Diesel fuel from human poo? It’s true!
University of Minnesota professor Roger Ruan has been having a lot of success with small-scale experiments converting human waste into feed for algae, which produce a diesel-like biofuel, and help clean the wastewater in the process. He’s just one of several researchers around the world looking into this promising technology.
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In his quest for a fuel of the future, Roger Ruan has found a valuable resource in something nobody else wants — the wastewater from Minneapolis’ largest sewage treatment plant.
The University of Minnesota professor is tapping into this rather unlikely source to grow single-celled algae and produce a diesel-like biofuel. He is one of many researchers around the world working to make biofuel from algae at a price that is competitive with gasoline and diesel fuel. But Ruan’s project — along with several other sewage-to-fuel experiments — has a distinct advantage over competing algae-to-fuel efforts: His nutrient-rich feedstock is free and available at a nearly constant rate all year long.
And perhaps most importantly, Ruan’s algae can not only be used to produce fuel, but can also clean up the wastewater, potentially saving millions of dollars.
“That’s what we’re after,” says Jason Willet, finance director for Metropolitan Council Environmental Services, which operates the wastewater plant and has helped fund Ruan’s research.
A single acre of algae, even in an inefficient open pond, can produce 5,000 gallons of biodiesel per year, says Ruan–100 times as much as soybeans. And unlike many other algal biofuel experiments, Ruan’s work does not rely on food-based crops, such as sugar cane, as a feedstock to produce the algae.
“This (sewage-based biofuel) potentially is a very, very good energy crop,” says Ruan, a professor of biosystems and agricultural engineering. “Potentially its yield can be much, much higher than starch from corn or oil from soybeans. The main reason is that it can grow at a much, much faster rate.”
Growing fuel-producing algae in waste is not Ruan’s idea alone. The concept drew international attention in 2006 when a startup in New Zealand called Aquaflow successfully harvested biofuel from open-air ponds at wastewater treatment plants. The company expects to be able to produce the biofuel on a large scale, and recently attracted the attention of major players in the airline industry by announcing it had distilled a special blend that meets the technical specifications for jet fuel.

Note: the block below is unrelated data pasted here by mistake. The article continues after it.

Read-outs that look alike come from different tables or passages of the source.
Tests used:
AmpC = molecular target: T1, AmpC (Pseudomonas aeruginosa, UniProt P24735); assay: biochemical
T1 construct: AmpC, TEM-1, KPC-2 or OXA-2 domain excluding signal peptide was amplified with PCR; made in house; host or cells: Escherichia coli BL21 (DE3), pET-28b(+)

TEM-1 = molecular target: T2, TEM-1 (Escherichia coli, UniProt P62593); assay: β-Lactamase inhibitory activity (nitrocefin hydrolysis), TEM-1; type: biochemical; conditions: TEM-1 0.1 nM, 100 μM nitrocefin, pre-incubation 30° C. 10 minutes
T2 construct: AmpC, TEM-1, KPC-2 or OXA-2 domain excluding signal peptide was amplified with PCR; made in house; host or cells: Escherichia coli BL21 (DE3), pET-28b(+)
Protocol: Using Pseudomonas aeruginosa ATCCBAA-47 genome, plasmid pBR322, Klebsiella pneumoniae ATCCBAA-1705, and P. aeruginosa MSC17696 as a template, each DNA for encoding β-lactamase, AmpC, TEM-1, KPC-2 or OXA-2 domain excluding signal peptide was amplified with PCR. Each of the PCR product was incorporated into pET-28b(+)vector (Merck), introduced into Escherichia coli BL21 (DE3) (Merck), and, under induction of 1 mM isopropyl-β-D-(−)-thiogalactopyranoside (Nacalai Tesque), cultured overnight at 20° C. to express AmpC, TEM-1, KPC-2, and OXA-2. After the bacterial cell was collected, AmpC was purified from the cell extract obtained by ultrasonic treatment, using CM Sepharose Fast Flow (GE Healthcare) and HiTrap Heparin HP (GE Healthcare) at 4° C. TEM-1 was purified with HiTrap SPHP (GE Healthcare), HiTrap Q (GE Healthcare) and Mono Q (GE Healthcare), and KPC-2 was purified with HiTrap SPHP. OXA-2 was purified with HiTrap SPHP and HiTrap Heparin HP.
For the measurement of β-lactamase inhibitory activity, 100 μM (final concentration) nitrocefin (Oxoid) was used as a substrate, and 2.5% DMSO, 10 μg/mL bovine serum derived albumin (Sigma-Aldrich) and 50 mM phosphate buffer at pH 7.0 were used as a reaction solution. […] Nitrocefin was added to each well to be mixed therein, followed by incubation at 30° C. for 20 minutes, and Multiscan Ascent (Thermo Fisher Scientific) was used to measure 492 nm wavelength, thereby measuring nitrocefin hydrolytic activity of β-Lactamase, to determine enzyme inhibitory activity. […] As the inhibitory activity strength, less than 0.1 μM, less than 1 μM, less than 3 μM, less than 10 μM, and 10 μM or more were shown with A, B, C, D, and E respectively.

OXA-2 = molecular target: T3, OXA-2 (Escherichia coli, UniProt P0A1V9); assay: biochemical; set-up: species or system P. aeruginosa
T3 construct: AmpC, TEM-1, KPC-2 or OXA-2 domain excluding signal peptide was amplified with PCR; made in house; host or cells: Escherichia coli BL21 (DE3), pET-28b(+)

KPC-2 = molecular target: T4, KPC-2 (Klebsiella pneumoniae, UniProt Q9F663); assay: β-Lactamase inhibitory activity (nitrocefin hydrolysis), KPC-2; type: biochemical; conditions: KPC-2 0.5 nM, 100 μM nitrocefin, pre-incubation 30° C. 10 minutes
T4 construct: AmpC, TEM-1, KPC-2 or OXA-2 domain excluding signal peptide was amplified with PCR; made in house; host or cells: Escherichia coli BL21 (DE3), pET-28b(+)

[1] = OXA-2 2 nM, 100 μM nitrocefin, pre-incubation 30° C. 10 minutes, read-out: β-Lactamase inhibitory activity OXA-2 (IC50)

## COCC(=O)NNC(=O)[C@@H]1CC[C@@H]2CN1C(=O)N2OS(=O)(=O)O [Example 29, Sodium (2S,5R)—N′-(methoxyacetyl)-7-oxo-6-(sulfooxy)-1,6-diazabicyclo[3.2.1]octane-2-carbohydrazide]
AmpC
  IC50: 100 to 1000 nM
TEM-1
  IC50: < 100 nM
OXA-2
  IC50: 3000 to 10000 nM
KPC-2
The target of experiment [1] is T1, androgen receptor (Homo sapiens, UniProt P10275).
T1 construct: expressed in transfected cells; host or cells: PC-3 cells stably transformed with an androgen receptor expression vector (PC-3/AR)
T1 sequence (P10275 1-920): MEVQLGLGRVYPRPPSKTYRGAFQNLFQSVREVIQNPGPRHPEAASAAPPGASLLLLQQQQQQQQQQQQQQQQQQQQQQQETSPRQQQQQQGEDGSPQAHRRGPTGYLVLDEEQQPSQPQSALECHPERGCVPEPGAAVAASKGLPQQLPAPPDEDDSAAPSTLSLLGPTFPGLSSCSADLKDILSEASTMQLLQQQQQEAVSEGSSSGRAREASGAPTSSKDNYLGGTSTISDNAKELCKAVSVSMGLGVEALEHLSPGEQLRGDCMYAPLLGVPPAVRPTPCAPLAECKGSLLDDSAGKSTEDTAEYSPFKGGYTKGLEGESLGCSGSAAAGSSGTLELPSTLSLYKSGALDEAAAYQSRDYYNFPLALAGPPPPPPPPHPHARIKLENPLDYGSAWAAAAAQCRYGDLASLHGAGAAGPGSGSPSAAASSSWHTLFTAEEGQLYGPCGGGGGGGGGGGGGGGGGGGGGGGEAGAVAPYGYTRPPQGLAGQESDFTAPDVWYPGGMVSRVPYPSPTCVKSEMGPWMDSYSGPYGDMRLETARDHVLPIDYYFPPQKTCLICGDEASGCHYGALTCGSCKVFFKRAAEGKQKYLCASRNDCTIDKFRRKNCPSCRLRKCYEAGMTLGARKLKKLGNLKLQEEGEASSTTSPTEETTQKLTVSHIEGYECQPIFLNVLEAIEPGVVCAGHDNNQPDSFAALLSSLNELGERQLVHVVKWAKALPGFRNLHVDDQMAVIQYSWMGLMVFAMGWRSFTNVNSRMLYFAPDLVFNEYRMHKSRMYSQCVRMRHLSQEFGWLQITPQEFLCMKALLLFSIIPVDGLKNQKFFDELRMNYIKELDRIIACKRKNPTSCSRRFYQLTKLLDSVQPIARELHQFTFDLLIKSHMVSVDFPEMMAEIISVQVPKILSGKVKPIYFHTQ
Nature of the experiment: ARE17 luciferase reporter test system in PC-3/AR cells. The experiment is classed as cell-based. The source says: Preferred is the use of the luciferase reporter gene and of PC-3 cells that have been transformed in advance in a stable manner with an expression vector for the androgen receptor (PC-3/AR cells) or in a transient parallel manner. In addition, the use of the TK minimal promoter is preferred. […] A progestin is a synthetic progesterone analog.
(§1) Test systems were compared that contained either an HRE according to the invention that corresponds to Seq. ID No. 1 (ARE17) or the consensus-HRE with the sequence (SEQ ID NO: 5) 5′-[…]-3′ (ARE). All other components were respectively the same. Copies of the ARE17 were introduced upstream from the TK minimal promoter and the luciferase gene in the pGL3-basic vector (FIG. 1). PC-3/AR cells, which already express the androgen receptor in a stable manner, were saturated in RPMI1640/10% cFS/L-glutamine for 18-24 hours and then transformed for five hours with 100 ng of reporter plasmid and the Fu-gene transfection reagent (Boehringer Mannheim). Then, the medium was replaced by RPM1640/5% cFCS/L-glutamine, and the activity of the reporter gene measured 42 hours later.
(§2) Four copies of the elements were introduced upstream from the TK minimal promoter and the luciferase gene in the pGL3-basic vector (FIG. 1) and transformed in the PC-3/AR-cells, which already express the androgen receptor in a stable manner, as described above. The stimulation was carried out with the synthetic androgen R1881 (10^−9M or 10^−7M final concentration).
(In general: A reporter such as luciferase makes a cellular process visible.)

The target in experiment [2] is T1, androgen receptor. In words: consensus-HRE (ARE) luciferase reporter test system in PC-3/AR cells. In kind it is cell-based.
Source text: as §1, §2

Aquaflow’s advances, combined with the Pentagon’s interest in biofuels as an alternative to conventional jetfuels, has sparked a flurry of academic and industrial research in the United States. A team at the University of Virginia has been working to maximize the efficiency of the algae-growing process, and the chemistry department at Old Dominion University in Norfolk, Va., has built a small-scale bioreactor at a local wastewater treatment plant that may eventually be able to produce $600,000 worth of fuel per year.
Even NASA has thrown its hat in the ring, with researchers working on the development of floating greenhouses for algae cultivation. The bags are stocked with human waste and sown with species of freshwater algae, and then deployed into the ocean. The semi-porous plastic membrane allows the exchange of CO2 and oxygen to continue uninhibited, but prevents the salty seawater from disturbing the fecund growing conditions inside. Soaking up the sun and feasting on the nutrients in the sewage, the algae produce fat-laden cells that can be harvested and refined into fuels.
U.S. entrepreneurs have also entered the market. In June, Indianapolis-based Algaewheel contracted with the city of Reynolds, Ind., to construct a module at a wastewater treatment facility that uses a wheel-like rotating contraption to filter incoming sewage through a series of algae cultures. The fuel generated from the process will be used to power the facility.